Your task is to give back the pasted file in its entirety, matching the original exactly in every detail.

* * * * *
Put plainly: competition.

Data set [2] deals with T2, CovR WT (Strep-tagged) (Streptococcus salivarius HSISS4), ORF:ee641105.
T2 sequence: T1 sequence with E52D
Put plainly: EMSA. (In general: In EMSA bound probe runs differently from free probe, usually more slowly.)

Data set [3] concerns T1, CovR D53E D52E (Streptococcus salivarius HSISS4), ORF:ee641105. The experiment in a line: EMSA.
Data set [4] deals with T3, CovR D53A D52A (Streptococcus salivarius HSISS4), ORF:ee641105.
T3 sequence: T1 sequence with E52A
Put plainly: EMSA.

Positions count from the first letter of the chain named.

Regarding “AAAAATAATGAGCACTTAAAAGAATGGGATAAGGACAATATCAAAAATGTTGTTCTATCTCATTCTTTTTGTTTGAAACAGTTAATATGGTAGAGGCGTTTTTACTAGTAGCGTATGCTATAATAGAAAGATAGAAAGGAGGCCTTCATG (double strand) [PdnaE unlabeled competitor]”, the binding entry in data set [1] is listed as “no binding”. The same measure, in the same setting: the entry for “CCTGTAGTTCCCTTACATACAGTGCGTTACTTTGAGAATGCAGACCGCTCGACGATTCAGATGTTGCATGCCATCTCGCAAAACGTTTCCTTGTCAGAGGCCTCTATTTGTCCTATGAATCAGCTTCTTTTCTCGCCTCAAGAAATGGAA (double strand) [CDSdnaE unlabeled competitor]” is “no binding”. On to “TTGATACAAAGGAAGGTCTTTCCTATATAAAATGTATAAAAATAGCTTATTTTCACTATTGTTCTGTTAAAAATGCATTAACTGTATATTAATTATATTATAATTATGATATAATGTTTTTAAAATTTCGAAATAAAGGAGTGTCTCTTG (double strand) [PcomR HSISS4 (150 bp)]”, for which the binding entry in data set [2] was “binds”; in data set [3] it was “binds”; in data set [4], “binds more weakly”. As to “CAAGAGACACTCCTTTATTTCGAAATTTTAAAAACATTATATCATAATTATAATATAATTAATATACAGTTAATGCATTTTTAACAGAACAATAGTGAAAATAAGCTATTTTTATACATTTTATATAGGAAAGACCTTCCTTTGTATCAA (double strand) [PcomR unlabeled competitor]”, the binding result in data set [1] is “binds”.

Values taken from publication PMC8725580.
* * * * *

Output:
Put plainly: competition.

Data set [2] deals with T2, CovR WT (Strep-tagged) (Streptococcus salivarius HSISS4), ORF:ee641105.
T2 sequence: T1 sequence with E52D
Put plainly: EMSA. (In general: In EMSA bound probe runs differently from free probe, usually more slowly.)

Data set [3] concerns T1, CovR D53E D52E (Streptococcus salivarius HSISS4), ORF:ee641105. The experiment in a line: EMSA.
Data set [4] deals with T3, CovR D53A D52A (Streptococcus salivarius HSISS4), ORF:ee641105.
T3 sequence: T1 sequence with E52A
Put plainly: EMSA.

Positions count from the first letter of the chain named.

Regarding “AAAAATAATGAGCACTTAAAAGAATGGGATAAGGACAATATCAAAAATGTTGTTCTATCTCATTCTTTTTGTTTGAAACAGTTAATATGGTAGAGGCGTTTTTACTAGTAGCGTATGCTATAATAGAAAGATAGAAAGGAGGCCTTCATG (double strand) [PdnaE unlabeled competitor]”, the binding entry in data set [1] is listed as “no binding”. The same measure, in the same setting: the entry for “CCTGTAGTTCCCTTACATACAGTGCGTTACTTTGAGAATGCAGACCGCTCGACGATTCAGATGTTGCATGCCATCTCGCAAAACGTTTCCTTGTCAGAGGCCTCTATTTGTCCTATGAATCAGCTTCTTTTCTCGCCTCAAGAAATGGAA (double strand) [CDSdnaE unlabeled competitor]” is “no binding”. On to “TTGATACAAAGGAAGGTCTTTCCTATATAAAATGTATAAAAATAGCTTATTTTCACTATTGTTCTGTTAAAAATGCATTAACTGTATATTAATTATATTATAATTATGATATAATGTTTTTAAAATTTCGAAATAAAGGAGTGTCTCTTG (double strand) [PcomR HSISS4 (150 bp)]”, for which the binding entry in data set [2] was “binds”; in data set [3] it was “binds”; in data set [4], “binds more weakly”. As to “CAAGAGACACTCCTTTATTTCGAAATTTTAAAAACATTATATCATAATTATAATATAATTAATATACAGTTAATGCATTTTTAACAGAACAATAGTGAAAATAAGCTATTTTTATACATTTTATATAGGAAAGACCTTCCTTTGTATCAA (double strand) [PcomR unlabeled competitor]”, the binding result in data set [1] is “binds”.

Values taken from publication PMC8725580.